By Shi Tianyun
"I hate my job!" This commonplace phrase is uttered by disgruntled staff in offices everywhere. Guilty of sprouting these four words yourself? If you are close to giving up, stop and think hard: do you truly detest what you are doing or are you just tired of what you have been doing? Yes, there are differences, as subtle as they may seem to an individual, between being a victim of career burnout and being stuck in the wrong job, as you will see below:
Signs of Career Burnout
You feel that there’s no room for progression at work
You have lost all perspective on why you are doing this job. It didn't seem a long time ago when you were full of optimism that you were going to make it big in the office. Perhaps you have been stuck in the same position for some time and in your opinion, the chance of getting promoted in the near future is close to nil.
You are tired all the time
Be it physically or mentally, your job seems to be sucking the life out of you. You are a shadow of the energiser bunny you used to be. Everyone dreads going to work on a Monday morning but even when Friday looms near, you don’t see your mood improving because you are already hating the idea of going into work after the weekend.
You become antisocial at work
Once upon a time, you were Mr Popular. But now, you avoid the pantry like the plague and decline lunch invitations, opting to eat in alone instead. You might believe that you are going through a phase in life, however, if this behaviour doesn’t happen with your personal friends and is isolated to the workplace, then the reason for this could most likely stem from the office.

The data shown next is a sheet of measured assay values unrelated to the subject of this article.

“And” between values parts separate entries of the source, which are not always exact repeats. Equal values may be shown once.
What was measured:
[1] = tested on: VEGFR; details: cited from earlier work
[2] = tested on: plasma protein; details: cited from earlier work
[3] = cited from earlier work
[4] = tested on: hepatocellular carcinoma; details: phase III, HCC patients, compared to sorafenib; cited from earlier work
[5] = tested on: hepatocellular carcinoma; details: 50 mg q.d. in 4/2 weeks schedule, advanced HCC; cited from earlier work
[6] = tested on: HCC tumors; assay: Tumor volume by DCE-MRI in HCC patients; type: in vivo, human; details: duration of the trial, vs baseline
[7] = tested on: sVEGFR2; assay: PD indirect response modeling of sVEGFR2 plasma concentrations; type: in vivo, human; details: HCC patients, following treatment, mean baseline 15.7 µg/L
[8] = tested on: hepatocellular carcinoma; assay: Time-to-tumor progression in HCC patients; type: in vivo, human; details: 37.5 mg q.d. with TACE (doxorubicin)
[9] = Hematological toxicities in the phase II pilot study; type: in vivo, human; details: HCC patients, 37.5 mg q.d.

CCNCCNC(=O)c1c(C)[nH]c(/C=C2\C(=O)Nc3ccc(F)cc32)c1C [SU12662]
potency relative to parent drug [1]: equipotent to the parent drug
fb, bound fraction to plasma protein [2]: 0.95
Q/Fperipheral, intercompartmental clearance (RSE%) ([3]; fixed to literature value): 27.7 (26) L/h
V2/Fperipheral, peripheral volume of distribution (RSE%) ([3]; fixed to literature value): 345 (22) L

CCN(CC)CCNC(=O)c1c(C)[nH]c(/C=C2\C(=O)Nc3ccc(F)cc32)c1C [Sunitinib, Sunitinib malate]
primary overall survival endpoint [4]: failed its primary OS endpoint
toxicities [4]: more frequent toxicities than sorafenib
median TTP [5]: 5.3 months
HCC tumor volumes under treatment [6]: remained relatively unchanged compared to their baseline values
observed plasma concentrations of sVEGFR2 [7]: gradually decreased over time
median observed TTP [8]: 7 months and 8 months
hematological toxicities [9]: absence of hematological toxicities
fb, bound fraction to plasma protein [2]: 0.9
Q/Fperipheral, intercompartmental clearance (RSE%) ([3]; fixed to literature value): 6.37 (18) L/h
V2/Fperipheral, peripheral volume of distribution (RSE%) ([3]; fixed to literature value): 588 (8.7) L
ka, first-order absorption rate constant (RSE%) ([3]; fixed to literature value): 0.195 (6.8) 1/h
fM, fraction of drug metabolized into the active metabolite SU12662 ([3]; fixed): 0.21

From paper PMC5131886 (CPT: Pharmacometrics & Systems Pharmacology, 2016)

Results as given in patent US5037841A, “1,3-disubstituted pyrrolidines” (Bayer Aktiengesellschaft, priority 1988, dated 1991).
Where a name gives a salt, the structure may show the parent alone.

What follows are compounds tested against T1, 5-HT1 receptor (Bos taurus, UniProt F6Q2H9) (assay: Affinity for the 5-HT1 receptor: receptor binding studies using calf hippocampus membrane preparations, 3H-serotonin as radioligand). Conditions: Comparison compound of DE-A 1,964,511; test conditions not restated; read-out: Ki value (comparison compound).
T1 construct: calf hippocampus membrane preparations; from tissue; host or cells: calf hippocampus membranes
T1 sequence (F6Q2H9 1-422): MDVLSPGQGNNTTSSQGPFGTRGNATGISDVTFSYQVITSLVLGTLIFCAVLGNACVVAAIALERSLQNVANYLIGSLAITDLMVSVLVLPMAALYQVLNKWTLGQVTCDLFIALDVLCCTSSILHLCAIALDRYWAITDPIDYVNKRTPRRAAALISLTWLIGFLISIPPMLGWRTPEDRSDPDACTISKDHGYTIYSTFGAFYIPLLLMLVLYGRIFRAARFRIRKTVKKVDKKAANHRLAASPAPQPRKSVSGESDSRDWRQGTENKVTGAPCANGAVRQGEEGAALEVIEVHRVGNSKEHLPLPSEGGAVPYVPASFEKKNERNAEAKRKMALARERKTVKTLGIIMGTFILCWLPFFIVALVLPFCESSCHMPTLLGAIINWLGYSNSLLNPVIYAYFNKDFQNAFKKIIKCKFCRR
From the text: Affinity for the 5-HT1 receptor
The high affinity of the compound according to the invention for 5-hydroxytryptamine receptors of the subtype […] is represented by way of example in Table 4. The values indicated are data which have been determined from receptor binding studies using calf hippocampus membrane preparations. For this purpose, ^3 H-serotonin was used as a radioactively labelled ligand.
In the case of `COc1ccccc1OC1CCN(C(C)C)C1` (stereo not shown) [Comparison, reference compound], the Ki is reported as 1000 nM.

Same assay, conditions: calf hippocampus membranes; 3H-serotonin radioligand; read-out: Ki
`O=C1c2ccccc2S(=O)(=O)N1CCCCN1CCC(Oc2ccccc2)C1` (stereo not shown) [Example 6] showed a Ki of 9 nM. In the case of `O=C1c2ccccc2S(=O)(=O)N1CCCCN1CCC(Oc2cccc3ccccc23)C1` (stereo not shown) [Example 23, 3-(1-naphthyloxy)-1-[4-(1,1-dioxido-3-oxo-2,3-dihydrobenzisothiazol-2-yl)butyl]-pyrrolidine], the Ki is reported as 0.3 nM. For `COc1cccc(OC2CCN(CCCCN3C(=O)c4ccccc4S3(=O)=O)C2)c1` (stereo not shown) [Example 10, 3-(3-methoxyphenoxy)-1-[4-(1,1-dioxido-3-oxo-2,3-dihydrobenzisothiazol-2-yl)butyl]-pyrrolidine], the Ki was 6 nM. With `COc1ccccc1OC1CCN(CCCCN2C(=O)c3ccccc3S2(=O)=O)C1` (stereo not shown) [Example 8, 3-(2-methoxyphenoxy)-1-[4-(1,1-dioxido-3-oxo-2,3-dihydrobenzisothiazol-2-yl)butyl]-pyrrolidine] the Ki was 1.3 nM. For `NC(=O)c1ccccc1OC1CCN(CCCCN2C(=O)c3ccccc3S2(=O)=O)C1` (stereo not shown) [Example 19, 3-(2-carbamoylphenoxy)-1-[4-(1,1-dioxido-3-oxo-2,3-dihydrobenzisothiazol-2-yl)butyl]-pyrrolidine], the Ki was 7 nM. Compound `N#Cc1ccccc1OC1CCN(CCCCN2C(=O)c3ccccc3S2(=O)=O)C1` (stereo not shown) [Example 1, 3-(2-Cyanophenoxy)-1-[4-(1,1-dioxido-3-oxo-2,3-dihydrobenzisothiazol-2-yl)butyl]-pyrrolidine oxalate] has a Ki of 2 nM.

You are going through the motions
The thrill of nailing that presentation or rush of meeting a deadline just doesn't excite you anymore. The lack of motivation drags you down and you are plainly doing the minimal to get the workday over and done with. You have stopped finding the meaning behind your work because you think it doesn’t make a difference to the company anyway.
Signs that you are in the wrong job
You actively seek distractions at work
Your work just doesn't interest you and you'd rather be chatting online with your pals or updating your Facebook page than completing your tasks at hand. What you do is just not important to you - you don't identify with it and pay any attention to it if the boss is not around.
Your skill sets don’t fit your job
You have certain skills you are proud of but don’t have the opportunity to use them at work. At the same time, you don't derive any satisfaction from what you do at work. Let's say you are a people person who prides yourself for your communication skills but are stuck in an office where the only interaction you have is with your computer, this disconnect between your strengths and job scope can be demoralising.
Your boss doesn’t talk about your future in a positive way
The issue here is not about receiving good feedback or a pat on the back for a job well done, your superior has not discussed with you about your mapped out career path and there is no indication that he sees you progressing up the ladder in the future.
You are just working for money
It's really all about the money. Not only do you feel that you are not learning anything important at work, your job is not part of your self-identity and you don't feel that you should invest any extra time or effort in it. But here's the danger, a pay raise may be welcomed but any amount of money won't make you love your job.
For those of you experiencing career burnout, click here for some tips on how to get yourself recharged, refreshed and raring to go again! As for those in the wrong job, here’s a tip or two on finding the right job:
• Ask yourself what you would be willing to do for the rest of your life for free. You'll find that the answer will turn out to be your passion in life. Steer the direction of your career towards that passion and you will fall in love with your job!
• If quitting your job isn't an option right now, think about how you can change up your current job. While you might not be interested in the scope per se, are there any new tasks or responsibilities you can pick up to challenge yourself? How about moving to another department or position? Your boss will be happy to help; after all, he also does not want to face a sullen employee every day!
How did you cope with a career burnout or being in the wrong job? Share with us in the comment box!
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